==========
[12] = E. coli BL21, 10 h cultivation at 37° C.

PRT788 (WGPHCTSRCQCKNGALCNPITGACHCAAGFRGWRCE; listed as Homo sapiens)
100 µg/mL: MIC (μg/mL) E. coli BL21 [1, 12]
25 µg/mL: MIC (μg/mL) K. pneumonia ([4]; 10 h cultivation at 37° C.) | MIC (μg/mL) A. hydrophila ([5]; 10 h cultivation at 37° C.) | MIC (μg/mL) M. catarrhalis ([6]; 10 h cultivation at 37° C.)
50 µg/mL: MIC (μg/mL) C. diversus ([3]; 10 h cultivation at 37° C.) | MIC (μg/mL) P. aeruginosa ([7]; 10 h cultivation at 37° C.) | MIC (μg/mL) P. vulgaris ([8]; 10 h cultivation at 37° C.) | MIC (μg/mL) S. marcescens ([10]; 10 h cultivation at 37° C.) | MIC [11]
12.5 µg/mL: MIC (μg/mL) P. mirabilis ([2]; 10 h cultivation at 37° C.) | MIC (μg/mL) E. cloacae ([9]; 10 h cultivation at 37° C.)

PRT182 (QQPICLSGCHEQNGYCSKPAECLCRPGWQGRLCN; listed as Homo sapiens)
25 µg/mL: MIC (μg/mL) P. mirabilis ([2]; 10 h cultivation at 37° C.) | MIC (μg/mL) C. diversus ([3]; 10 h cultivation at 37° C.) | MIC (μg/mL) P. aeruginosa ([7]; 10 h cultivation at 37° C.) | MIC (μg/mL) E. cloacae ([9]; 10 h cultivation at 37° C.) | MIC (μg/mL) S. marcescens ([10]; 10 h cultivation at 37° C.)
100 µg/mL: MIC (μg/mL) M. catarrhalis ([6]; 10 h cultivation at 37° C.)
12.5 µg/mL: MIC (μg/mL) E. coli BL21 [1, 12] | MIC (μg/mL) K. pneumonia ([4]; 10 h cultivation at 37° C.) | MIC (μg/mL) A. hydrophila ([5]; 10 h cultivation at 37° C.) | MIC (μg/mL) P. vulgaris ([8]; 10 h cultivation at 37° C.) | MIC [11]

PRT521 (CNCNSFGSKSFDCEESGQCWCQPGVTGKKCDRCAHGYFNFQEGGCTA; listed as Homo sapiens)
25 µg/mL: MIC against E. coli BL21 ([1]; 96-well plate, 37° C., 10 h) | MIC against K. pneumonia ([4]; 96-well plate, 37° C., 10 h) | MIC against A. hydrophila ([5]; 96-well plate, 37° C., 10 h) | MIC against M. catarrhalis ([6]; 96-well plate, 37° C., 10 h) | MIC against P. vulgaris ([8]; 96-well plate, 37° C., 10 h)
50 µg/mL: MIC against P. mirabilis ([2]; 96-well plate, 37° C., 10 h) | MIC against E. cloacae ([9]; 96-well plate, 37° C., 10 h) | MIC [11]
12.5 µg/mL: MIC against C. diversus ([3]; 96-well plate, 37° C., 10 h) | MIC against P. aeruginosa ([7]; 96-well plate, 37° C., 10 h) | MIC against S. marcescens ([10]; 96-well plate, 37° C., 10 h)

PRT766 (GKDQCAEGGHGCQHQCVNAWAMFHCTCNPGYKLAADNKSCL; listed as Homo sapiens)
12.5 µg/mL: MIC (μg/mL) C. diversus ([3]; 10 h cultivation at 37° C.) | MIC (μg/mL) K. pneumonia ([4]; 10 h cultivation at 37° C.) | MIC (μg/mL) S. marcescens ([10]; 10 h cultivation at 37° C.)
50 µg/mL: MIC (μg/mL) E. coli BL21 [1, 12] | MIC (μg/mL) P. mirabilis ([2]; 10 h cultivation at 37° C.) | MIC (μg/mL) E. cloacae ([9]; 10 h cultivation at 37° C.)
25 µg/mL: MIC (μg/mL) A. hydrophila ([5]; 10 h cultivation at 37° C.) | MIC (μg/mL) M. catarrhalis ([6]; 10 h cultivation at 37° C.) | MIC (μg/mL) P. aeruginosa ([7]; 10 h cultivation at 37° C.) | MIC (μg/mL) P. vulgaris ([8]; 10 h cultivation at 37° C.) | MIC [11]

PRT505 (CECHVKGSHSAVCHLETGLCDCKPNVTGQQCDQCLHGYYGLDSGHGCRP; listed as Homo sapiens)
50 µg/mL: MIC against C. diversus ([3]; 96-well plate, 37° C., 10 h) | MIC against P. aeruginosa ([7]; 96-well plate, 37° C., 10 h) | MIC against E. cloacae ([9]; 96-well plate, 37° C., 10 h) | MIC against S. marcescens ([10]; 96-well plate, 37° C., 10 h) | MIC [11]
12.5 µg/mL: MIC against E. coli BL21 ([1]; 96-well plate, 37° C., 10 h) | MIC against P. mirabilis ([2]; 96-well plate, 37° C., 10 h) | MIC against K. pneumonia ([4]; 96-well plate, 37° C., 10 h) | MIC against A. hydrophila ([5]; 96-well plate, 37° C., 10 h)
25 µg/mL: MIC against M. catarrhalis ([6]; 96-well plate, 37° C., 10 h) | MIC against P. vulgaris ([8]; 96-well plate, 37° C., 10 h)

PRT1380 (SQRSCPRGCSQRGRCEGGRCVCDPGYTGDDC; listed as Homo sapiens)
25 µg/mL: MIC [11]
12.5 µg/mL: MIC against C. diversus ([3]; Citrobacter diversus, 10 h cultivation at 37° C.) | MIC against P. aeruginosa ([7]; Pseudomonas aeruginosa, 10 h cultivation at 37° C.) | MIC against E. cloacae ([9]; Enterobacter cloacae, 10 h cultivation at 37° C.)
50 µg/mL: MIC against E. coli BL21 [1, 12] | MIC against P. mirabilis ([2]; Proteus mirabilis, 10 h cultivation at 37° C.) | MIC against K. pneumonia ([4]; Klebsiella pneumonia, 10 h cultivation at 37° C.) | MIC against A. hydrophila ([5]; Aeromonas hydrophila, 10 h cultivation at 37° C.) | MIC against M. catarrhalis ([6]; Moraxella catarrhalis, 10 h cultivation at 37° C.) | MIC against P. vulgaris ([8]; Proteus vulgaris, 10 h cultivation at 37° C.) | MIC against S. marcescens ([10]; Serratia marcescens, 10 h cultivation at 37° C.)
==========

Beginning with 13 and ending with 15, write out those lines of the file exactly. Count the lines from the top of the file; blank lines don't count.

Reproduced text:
50 µg/mL: MIC against P. mirabilis ([2]; 96-well plate, 37° C., 10 h) | MIC against E. cloacae ([9]; 96-well plate, 37° C., 10 h) | MIC [11]
12.5 µg/mL: MIC against C. diversus ([3]; 96-well plate, 37° C., 10 h) | MIC against P. aeruginosa ([7]; 96-well plate, 37° C., 10 h) | MIC against S. marcescens ([10]; 96-well plate, 37° C., 10 h)

PRT766 (GKDQCAEGGHGCQHQCVNAWAMFHCTCNPGYKLAADNKSCL; listed as Homo sapiens)